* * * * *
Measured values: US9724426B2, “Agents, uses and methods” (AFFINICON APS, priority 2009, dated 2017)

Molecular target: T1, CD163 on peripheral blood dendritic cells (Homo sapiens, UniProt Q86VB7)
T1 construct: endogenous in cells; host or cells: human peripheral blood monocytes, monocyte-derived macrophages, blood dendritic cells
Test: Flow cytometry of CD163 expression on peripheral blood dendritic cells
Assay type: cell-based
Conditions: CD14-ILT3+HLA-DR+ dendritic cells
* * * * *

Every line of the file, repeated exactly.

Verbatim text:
Measured values: US9724426B2, “Agents, uses and methods” (AFFINICON APS, priority 2009, dated 2017)

Molecular target: T1, CD163 on peripheral blood dendritic cells (Homo sapiens, UniProt Q86VB7)
T1 construct: endogenous in cells; host or cells: human peripheral blood monocytes, monocyte-derived macrophages, blood dendritic cells
Test: Flow cytometry of CD163 expression on peripheral blood dendritic cells
Assay type: cell-based
Conditions: CD14-ILT3+HLA-DR+ dendritic cells